CYRTOPODIUM PUNCTATUM


The merit of that which follows, if any, belongs to the pharmacist Oswald de Menezes and to Dr. Licinio Cardoso, eminent homoeopathists, not only for the love they dedicated to homoeopathy, but also because of the competency they revealed. Both, unfortunately, are dead, but they will always be remembered in the annals of Brazilian homoeopathy.


Thesis presented to the International Homoeopathic Congress, held in the capital of Mexico from August 10 to 16, 1929, by Dr. Jose Emygdio Rodrigues Galhardo, professor of the Therapeutic Homoeopathic Clinic in the Medical and Surgical School of the Hahnemann Institute of Brazil.

(a) Natural History.

(b) Empiric and Industrial Uses.

(c) Pure Experiments.

(d) Pathogenesis.

(e) Clinical Facts.

To the Members of the International Homoeopathic Congress. DEAR COLLEAGUES:.

The merit of that which follows, if any, belongs to the pharmacist Oswald de Menezes and to Dr. Licinio Cardoso, eminent homoeopathists, not only for the love they dedicated to homoeopathy, but also because of the competency they revealed. Both, unfortunately, are dead, but they will always be remembered in the annals of Brazilian homoeopathy.

Compiling on some points, and copying literally the major part of that written by these two homoeopathists on Cyrtopodium punctatum, I added to this a small personal effort, in order to present, as I do, to the International Homoeopathic Congress, held in the City of Mexico, that which it has been possible for me to collect on the subject of this Orchidacea.

By a happy coincidence, the Cyrtopodium punctatum lives in Mexico and Brazil, my country, and in the beautiful and brave nation where the international meeting of homoeopathists is being celebrated.

This regional circumstance weighed somewhat in the choice of the subject, although my object is to arouse the attention of my studious colleagues to a vegetable which better, investigated, may offer great triumphs to the homoeopathists in the problem of cures.

It was introduced in the homoeopathic therapy by the well remembered pharmacist, Oswald de Menezes, first member to bring to the knowledge of the Hahnemann Institute of Brazil, in 1902, a regular study of this orchid; he was followed by Dr. Licinio Cardoso, first to try it homoeopathically. Dr. Licinio Cardoso published the result of his pure experiment and many clinical cases in which he obtained excellent success, including a digital epithelioma.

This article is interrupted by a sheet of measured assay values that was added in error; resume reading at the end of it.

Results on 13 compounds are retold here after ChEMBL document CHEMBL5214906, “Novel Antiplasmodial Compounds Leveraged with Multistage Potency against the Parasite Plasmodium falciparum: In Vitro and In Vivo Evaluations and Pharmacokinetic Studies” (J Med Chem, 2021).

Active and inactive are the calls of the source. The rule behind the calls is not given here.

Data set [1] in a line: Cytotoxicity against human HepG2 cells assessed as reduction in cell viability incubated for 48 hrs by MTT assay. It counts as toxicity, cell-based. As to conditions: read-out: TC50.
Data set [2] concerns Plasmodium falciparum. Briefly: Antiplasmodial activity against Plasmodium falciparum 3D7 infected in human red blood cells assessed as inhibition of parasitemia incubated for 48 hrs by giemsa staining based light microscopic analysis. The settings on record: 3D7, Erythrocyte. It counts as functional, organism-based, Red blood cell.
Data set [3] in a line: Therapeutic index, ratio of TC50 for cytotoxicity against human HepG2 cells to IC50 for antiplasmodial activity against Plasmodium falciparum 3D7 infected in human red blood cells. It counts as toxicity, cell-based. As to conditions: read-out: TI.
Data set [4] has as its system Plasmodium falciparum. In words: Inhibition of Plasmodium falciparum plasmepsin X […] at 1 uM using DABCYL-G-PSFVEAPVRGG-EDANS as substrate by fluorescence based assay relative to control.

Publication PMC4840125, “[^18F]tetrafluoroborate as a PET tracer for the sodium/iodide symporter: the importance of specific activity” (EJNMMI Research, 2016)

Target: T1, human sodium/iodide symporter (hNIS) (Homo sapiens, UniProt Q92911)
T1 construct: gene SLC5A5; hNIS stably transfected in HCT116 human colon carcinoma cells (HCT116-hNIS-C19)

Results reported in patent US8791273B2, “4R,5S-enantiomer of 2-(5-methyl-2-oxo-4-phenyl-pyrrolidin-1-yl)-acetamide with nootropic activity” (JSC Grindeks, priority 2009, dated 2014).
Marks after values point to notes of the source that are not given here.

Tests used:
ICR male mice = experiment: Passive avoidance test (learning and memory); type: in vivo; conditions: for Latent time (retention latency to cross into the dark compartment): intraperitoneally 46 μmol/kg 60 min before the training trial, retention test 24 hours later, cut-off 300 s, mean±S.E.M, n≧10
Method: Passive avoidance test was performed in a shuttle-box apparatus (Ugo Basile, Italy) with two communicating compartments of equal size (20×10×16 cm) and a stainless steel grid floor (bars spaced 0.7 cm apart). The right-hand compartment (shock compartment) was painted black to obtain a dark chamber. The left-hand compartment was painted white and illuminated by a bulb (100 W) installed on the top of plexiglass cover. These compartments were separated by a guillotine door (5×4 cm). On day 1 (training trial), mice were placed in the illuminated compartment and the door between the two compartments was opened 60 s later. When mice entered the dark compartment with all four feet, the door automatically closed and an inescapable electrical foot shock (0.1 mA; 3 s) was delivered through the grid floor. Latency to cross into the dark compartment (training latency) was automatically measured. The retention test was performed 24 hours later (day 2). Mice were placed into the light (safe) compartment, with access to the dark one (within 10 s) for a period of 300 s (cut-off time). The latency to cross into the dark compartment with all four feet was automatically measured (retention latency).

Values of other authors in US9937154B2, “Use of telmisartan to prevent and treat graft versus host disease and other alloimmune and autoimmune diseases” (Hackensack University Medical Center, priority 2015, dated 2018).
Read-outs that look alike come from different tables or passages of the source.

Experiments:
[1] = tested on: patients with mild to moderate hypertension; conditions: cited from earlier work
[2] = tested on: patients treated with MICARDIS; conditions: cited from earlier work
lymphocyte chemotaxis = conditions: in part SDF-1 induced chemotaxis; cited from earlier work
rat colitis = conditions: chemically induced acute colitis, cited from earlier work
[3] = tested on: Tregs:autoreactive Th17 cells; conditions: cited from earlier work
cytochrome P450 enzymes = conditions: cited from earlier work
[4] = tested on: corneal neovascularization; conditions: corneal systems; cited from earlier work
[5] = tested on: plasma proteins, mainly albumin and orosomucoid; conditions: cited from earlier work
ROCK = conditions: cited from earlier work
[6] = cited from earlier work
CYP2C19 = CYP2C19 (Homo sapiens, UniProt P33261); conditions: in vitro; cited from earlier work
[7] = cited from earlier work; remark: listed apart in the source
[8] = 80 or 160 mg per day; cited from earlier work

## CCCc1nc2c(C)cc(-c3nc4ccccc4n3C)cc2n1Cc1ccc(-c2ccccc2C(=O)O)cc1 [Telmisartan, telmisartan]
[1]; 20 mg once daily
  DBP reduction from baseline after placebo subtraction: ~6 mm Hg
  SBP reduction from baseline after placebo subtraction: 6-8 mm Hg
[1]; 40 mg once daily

I combined all these sparse elements, putting them in the order which seemed best to me, for the presentation to the International Homoeopathic Congress, in the certainty of their usefulness.

Rio de Janeiro, Brazil, July 1929.

CYRTOPODIUM PUNCTATUM

SCIENTIFIC SYNONYMS:.

Cyrtopodium brasiliensis.

Helleborine ramossina caulicus et floribus maculosis,. Plunier.

Epidendrum punctatum, Lium.

Cyrtopodium Saint le geranium, Rehb

COMMON SYNONYMS:.

Sumare, in the capital of Brazil.

Rabo de tatu (tatu tail), Bisturi do Matto (Wild Bisturi). and Lanceta milagrosa (miraculous Lanceta) in Bahia and. other states of Brazil.

BOTANICAL CLASSIFICATIONS:.

Order-Orchidaceas.

Tribe-Vandeas.

Section-Catasetideas.

Genera-Cyrtopodium

Species-Punctatum, Ldl.

There are still the species:.

Brandonianum.

Andersonii, title which brings to mind the name of J. Anderson, English naturalist, who in 1829 traveled through Brazil and made collections and studies of the plants in the places he visited. ORIGIN.

This plant lives in several regions in America, such as the Antilles, Paraguay and very specially in Mexico and Brazil.

It was discovered by Plunier in the XVII century.

It is extensively disseminated in the Federal District, state of Rio de Janeiro and in the north of Brazil.

Of the trees on which it usually lives, it prefers the palm- trees and amongst these the species acrocomia sclerocarpia, where it acquires a large development. The species andersonii prefers the stones, proliferating abundantly. DESCRIPTION.

Its caulis is divided into sections, filled with a mucilaginous and albuminous juice. It is invaginated, varying in its extension from sixty centimeters to a meter, and breaking out, at its apex, into alternate leaves similar to the embryonic leaves of the coconut trees. Several fusiform stems, covered with membranous veins, some there to four centimeters wide; leaves numbering six to eight, strongly recurved, linear, lanceolated, very pointed, measuring from thirty-five to sixty centimeters long.

Its surface is of a reddish light green, the entire plant forming in conjunction with the bulbs or pseudo bulbs, a species of branch or panicle, having a large quantity of adventitious roots.